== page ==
Mark Manson’s Everything is F*cked Review

everything is f*cked
everything is f*cked

It’s been a while since I have finished a good book, and the primary reason for that is because I have been stuck on Mark Manson’s Everything is F*cked for the last three or four weeks. I wish that I would have just put the book down and moved onto the next book, but my OCD simply wouldn’t let me. Once I start something, I need to finish it. 

Mark Manson’s first book The Subtle Art of Not Giving A F*ck was actually a pretty good book. Not my favorite, but it was good. 

After managing to make it through the first hundred pages of nothing but an unnecessary amount of using the word “f*ck,” the message became clear. We are often led to believe that in order to live a happier life, then we need to be more. We need to buy more, we need to own more, we need to have more, and we need to be more. What we fail to realize, though, is that the more we have, the more miserable we become. 

The key to living a happier life isn’t to care about more. It’s actually to care about less. It’s to care about the things that truly matter in life, not the things that bring momentary happiness. Forget about having all of the fancy belongings, forget about the judgment of others, forget about trying to impress everyone around you, if you want to find happiness, then you need to care less about what others think and more on yourself. 

That’s not the case with Everything is F*cked, though. Truth be told, it was hard to focus on what the message was. If there is one way to describe this book, it would be one massive brain dump mixed in with endless amounts of research over the course of 232 pages. To me, this book didn’t flow as easily as Manson’s previous. 

Everything is F*cked

As Manson describes, there are two parts to our brain. There is the Thinking Brain and there is the Feeling Brain. Too often we listen to our Feeling Brain to help us feel a certain way without using our Thinking Brain and understanding how our actions are going to impact us moving forward. And with that, I agree. 

We often do use our Thinking Brain to help us overcome our fear of The Uncomfortable Truth – the truth that we are all going to die, that we are going to be forgotten once we die, and that in the grand scheme of things, we mean very little in the enormous picture of life, even if we think we are all that and a bag of chips. 


But then we get into Religions. Yes, once you make it past the first hundred and some pages of the Thinking Brain and Feeling Brain going back and forth with each other, you then get to read about all of the different religions, and not the common religions that you are thinking of.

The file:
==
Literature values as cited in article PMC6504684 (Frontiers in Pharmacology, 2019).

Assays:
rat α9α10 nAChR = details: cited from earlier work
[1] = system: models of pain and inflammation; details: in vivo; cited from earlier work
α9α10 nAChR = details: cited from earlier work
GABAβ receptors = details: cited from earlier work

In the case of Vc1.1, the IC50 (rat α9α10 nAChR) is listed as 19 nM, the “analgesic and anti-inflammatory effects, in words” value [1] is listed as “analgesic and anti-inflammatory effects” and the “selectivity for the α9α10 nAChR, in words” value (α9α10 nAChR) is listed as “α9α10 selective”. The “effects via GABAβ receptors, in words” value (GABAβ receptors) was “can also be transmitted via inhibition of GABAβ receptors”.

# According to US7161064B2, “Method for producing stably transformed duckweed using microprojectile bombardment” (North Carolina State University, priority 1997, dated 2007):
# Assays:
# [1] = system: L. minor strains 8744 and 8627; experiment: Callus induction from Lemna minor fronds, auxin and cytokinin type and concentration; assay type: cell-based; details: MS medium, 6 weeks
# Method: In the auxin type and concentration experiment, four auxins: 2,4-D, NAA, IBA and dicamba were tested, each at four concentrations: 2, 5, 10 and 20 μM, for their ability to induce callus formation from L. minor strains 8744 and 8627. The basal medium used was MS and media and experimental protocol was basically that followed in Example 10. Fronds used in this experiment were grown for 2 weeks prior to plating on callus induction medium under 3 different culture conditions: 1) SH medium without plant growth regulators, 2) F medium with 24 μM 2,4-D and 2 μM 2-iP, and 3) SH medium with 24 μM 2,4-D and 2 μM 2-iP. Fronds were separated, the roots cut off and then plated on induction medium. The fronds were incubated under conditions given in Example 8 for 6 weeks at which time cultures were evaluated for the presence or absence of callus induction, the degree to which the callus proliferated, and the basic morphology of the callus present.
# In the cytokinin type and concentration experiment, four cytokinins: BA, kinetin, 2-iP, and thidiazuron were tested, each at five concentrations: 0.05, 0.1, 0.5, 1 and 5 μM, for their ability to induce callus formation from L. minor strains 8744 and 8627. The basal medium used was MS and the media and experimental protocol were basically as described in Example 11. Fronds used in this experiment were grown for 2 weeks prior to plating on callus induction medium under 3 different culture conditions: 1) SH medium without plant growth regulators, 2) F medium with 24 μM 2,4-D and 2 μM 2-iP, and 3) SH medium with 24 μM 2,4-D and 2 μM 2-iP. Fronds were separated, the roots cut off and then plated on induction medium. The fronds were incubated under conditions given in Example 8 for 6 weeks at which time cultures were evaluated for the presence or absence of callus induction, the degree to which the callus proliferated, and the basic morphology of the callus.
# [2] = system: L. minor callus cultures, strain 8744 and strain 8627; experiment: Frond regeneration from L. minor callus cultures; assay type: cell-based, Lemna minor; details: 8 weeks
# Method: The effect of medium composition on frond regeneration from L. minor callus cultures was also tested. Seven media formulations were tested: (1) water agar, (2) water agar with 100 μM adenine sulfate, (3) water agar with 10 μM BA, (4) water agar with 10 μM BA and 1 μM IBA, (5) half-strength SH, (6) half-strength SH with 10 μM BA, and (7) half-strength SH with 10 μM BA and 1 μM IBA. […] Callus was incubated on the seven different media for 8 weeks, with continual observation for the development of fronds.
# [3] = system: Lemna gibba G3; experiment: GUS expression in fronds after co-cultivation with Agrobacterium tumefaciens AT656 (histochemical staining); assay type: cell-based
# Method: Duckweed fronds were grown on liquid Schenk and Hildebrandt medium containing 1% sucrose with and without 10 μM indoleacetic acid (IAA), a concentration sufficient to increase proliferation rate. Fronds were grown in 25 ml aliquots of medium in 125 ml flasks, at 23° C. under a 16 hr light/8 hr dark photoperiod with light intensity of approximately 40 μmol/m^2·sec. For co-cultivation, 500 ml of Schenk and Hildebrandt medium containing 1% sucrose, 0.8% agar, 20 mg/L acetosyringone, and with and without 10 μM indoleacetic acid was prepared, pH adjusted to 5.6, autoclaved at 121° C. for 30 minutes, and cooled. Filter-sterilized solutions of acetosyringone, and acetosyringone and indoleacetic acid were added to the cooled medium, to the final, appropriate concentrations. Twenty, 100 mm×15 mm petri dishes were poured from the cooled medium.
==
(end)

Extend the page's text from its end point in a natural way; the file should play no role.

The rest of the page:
As Manson describes, every group that we associate with in life is a religion, and basically, we are all f*cked because when we diversify ourselves into certain religions, we grow to hate everybody who falls under a religion whose beliefs don’t align with ours. 

Again, to some extent, I agree with this as well.

Then, the last religion: AI. We have created computers that are far smarter than we are, and in the long run, we are f*cked because we are giving AI control over every aspect of our lives. (Okay, as I am writing this, I actually see where Manson is coming from). 


The part that I really didn’t enjoy, though, was when Manson talked about hope. You would think that because the book is about having hope you would gain some insight on hope, right? Wrong. 

When talking about the idea of hope, Manson says: 

“Instead of looking for hope, try this. Don’t hope. Don’t despair, either. In fact, don’t deign to believe you know anything. It’s that assumption of knowing with such blind, fervent, emotional certainty that gets us into these kinds of pickles in the first place. Don’t hope for better,” he writes. “Just be better. Be something better. Be more compassionate, more resilient, more humble, more disciplined. Many people would also throw in there, ‘Be more human,’ but no — be a better human.”

See, this is the part that I highly disagree with. Being better, more compassionate, more resilient, all of these things are much easier said than done. Sometimes, we need hope. Sometimes it is hope that gives us the strength to be better when we don’t believe that we can actually be better. Without hope, what would be there to help motivate us? 

I guess I can only speak for myself, but in the midst of my struggles, it was hope that helped me to find a way, it was hope that gave me the strength and courage to live a life that I was not yet living, and it was hope that ultimately provided that better life for me. I had tried for years to “just be better” and that didn’t work. Needless to say, without hope, I fear that I would still be living the same old miserable life. 

My Input

Look, I am only one person. With that, no matter what I think about the book, I still have to give Manson credit for even writing it. I mean, writing a book is a pretty damn big accomplishment, especially one that will probably be a New York Times Best Seller. 

But the book just wasn’t for me. I am more of your classic “self-development” uplifting kind of guy. I enjoy reading books about the good in life and why we should have hope, not books that state to give up hope and just be. For me, it just doesn’t work that way. 

It might be a little harsh, but I would rate this book 4/10. It just wasn’t for me, and overall, I am glad to be done with it. 

Who knows, though. Maybe this book will help you. Again, this is all my opinion. It doesn’t mean that some won’t find it to be a good book, it just simply wasn’t my style.

See other reviews here:

everything is f*cked
See other reviews here

Michael Bonnell



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